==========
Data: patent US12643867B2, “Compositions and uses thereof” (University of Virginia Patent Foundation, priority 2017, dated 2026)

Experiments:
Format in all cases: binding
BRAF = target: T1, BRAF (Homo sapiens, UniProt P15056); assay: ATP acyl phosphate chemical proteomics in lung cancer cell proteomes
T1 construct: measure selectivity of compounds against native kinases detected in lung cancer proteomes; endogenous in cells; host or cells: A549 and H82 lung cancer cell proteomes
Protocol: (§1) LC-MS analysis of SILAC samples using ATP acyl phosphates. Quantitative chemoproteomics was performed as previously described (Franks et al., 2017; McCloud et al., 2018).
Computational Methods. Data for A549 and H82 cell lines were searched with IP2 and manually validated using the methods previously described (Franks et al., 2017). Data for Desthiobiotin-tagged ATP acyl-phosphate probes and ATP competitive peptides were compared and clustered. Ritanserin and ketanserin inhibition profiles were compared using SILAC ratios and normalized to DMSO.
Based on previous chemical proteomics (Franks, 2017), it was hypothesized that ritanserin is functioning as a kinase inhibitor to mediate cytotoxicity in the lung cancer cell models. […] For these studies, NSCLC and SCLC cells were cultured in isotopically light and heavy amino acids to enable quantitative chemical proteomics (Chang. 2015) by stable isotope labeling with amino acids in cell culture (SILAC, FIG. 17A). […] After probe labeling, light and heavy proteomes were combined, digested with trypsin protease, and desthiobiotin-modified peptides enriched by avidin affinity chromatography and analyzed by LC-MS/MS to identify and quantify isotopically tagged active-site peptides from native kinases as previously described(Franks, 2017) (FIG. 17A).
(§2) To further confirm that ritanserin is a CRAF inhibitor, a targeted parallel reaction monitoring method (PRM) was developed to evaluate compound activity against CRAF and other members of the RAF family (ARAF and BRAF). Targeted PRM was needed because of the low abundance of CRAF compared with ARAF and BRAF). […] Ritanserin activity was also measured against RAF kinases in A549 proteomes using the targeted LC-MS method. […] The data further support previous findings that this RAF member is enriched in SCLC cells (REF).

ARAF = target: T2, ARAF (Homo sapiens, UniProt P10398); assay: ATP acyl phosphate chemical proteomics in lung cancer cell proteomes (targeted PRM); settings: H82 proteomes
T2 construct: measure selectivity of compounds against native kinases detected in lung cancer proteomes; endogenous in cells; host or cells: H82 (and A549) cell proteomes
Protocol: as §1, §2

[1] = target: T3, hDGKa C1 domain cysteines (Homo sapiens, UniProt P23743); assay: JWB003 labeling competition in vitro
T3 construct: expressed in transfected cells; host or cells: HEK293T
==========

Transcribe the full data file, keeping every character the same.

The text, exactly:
Data: patent US12643867B2, “Compositions and uses thereof” (University of Virginia Patent Foundation, priority 2017, dated 2026)

Experiments:
Format in all cases: binding
BRAF = target: T1, BRAF (Homo sapiens, UniProt P15056); assay: ATP acyl phosphate chemical proteomics in lung cancer cell proteomes
T1 construct: measure selectivity of compounds against native kinases detected in lung cancer proteomes; endogenous in cells; host or cells: A549 and H82 lung cancer cell proteomes
Protocol: (§1) LC-MS analysis of SILAC samples using ATP acyl phosphates. Quantitative chemoproteomics was performed as previously described (Franks et al., 2017; McCloud et al., 2018).
Computational Methods. Data for A549 and H82 cell lines were searched with IP2 and manually validated using the methods previously described (Franks et al., 2017). Data for Desthiobiotin-tagged ATP acyl-phosphate probes and ATP competitive peptides were compared and clustered. Ritanserin and ketanserin inhibition profiles were compared using SILAC ratios and normalized to DMSO.
Based on previous chemical proteomics (Franks, 2017), it was hypothesized that ritanserin is functioning as a kinase inhibitor to mediate cytotoxicity in the lung cancer cell models. […] For these studies, NSCLC and SCLC cells were cultured in isotopically light and heavy amino acids to enable quantitative chemical proteomics (Chang. 2015) by stable isotope labeling with amino acids in cell culture (SILAC, FIG. 17A). […] After probe labeling, light and heavy proteomes were combined, digested with trypsin protease, and desthiobiotin-modified peptides enriched by avidin affinity chromatography and analyzed by LC-MS/MS to identify and quantify isotopically tagged active-site peptides from native kinases as previously described(Franks, 2017) (FIG. 17A).
(§2) To further confirm that ritanserin is a CRAF inhibitor, a targeted parallel reaction monitoring method (PRM) was developed to evaluate compound activity against CRAF and other members of the RAF family (ARAF and BRAF). Targeted PRM was needed because of the low abundance of CRAF compared with ARAF and BRAF). […] Ritanserin activity was also measured against RAF kinases in A549 proteomes using the targeted LC-MS method. […] The data further support previous findings that this RAF member is enriched in SCLC cells (REF).

ARAF = target: T2, ARAF (Homo sapiens, UniProt P10398); assay: ATP acyl phosphate chemical proteomics in lung cancer cell proteomes (targeted PRM); settings: H82 proteomes
T2 construct: measure selectivity of compounds against native kinases detected in lung cancer proteomes; endogenous in cells; host or cells: H82 (and A549) cell proteomes
Protocol: as §1, §2

[1] = target: T3, hDGKa C1 domain cysteines (Homo sapiens, UniProt P23743); assay: JWB003 labeling competition in vitro
T3 construct: expressed in transfected cells; host or cells: HEK293T